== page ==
This act of daring aggression by the Allies, led to the Germans accelerating the planning of the Invasion of Norway – codenamed: Operation Weserübung.

The Germans planned to occupy Norway to secure access to the vital Iron Ore fields and prevent any interference from the Allies. The Germans planned to frame this as an act of ‘protecting’ Norway from Allied aggression.

Unfortunately for Denmark, it lay between Germany and Norway and was decreed vital enough to also be invaded and occupied to ensure the prime objective – Norway – could be secured.


General Nikolaus von Falkenhorst, planned and led the German invasion and conquest of Norway. 

Bundesarchiv, Bild 183-2006-0529-501 / CC-BY-SA 3.0

Additionally, with the Germans already planning Fall Gelb – the invasion of France and the Low Countries – they had to ensure they had sufficient forces at their disposal to achieve both objectives, so launching them simultaneously was out of the question.

So the decision was made to deal with Denmark and Norway first. April 9th was set as the date for the launch of Operation Weserübung.

German Fallschirmjäger in Norway, 1940.

ww2gallery | Flickr

The invasion was to be carried out by XXI Army Corps under General Nikolaus von Falkenhorst. He had the following units at his disposal

  • 69th Infantry Division
  • 163rd Infantry Division
  • 181st Infantry Division
  • 196th Infantry Division
  • 214th Infantry Division
  • 3rd Mountain Division

His mission was to capture six main objectives by amphibious landings:

  • Oslo
  • Kristiansand
  • Egersund
  • Bergen
  • Trondheim
  • Narvik

Also capture airfields using Fallschirmjäger (paratroops):

  • Fornebu outside of Oslo
  • Sola outside of Stavanger

The German heavy cruiser Blücher.

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The German forces would be organised as follows:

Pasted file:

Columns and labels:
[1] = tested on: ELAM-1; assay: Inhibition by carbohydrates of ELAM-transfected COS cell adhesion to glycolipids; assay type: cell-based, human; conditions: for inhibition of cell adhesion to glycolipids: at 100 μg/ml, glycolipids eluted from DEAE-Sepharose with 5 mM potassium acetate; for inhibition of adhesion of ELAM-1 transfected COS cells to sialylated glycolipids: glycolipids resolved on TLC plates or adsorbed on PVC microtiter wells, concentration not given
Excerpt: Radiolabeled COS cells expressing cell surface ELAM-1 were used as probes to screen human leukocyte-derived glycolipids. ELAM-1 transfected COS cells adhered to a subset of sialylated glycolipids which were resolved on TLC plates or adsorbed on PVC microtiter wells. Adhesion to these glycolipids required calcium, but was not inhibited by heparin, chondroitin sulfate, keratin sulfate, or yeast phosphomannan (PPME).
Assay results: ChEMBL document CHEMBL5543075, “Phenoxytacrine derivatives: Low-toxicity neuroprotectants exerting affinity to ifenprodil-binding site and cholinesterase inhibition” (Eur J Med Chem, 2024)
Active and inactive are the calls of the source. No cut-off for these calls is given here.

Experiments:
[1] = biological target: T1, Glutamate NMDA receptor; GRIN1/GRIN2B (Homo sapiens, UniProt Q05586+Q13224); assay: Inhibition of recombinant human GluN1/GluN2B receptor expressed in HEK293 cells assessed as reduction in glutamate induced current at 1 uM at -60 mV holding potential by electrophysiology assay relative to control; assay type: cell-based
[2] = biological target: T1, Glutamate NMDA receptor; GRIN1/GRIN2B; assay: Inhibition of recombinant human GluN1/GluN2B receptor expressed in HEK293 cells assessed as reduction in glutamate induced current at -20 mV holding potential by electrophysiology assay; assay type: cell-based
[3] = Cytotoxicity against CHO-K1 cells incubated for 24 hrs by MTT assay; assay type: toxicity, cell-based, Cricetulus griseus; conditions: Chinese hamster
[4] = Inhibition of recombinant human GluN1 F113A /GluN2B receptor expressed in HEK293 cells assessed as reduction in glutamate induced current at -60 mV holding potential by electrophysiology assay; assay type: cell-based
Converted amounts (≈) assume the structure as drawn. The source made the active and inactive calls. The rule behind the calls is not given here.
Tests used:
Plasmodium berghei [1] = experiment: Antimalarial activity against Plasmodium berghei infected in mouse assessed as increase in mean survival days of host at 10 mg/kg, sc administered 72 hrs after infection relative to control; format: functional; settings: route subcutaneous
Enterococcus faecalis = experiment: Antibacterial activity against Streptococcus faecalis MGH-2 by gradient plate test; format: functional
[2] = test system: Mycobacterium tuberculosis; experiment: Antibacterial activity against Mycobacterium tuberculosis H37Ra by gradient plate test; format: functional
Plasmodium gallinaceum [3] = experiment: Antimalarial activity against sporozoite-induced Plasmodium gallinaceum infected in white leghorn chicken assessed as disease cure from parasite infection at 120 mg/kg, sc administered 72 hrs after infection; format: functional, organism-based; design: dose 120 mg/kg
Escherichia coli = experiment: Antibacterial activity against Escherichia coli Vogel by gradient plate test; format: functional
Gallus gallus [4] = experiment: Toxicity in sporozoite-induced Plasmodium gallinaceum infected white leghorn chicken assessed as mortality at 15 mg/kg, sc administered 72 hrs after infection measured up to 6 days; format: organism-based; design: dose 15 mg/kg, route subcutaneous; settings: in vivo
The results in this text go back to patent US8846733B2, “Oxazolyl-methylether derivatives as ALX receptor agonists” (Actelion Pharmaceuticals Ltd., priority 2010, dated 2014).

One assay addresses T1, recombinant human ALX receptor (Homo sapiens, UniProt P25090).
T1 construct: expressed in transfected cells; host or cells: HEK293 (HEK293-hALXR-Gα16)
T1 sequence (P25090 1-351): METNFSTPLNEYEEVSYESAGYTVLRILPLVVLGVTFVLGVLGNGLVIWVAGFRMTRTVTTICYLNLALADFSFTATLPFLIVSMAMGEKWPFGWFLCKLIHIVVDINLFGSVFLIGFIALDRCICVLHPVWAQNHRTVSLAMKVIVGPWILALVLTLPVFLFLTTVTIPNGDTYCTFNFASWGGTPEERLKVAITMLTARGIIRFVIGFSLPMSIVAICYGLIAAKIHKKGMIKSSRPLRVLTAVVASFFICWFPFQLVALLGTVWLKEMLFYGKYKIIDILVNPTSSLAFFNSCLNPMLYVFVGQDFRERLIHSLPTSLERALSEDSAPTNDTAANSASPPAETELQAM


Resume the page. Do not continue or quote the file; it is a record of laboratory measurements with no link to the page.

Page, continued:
• Gruppe 1: Ten destroyers transporting 2,000 Gebirgsjäger troops commanded by General Eduard Dietl to Narvik
  • Gruppe 2: The heavy cruiser Admiral Hipper and four destroyers and 1,700 troops to Trondheim
  • Gruppe 3: The light cruisers Köln and Königsberg, with several smaller support vessels to Bergen
  • Gruppe 4: Light cruiser Karlsruhe, three torpedo boats, seven motor torpedo boats and Schnellboot mothership Tsingtau with 1,100 troops to Kristiansand and Arendal.
  • Gruppe 5: The heavy cruisers Blücher and Lützow, the light cruiser Emden three torpedo boats and eight minesweepers with 2,000 troops to Oslo.
  • Gruppe 6: Four minesweepers with 150 troops to Egersund

The battleships Scharnhorst and Gneisenau would escort Gruppe 1 and 2.


For the invasion of Denmark, the Germans organised their forces as follows:

  • Two motorized brigades would capture key bridges.
  • Fallschirmjäger would capture Aalborg airfield in the north
  • The Luftwaffe would concentrate on destroying the Danish aircraft on the ground.
  • Troopships would transport in soldiers to capture the Danish High Command in Copenhagen.


In total, the Germans deployed seven divisions and a Fallschirmjäger (paratrooper) battalion, a total of around 100,000 troops. They also used various panzer and artillery units as well as the Luftwaffe 10th Air Corps of approximately 1000 aircraft, including 500 transport planes and 186 Heinkel He 111 medium bombers. Most of their major Kriegsmarine (naval units) were also deployed.

Fleet manoeuvres

The first acts of the German invasion - Operation Weserübung -  was the sending in of supply vessels ahead of the main force. The following day, the Allied dispatched sixteen submarines to give advance warning for any German actions.

The next day, the battlecruiser HMS Renown and twelve destroyers were dispatched from Scapa Flow. The two sides were edging towards open conflict and doing it in Norwegian territory.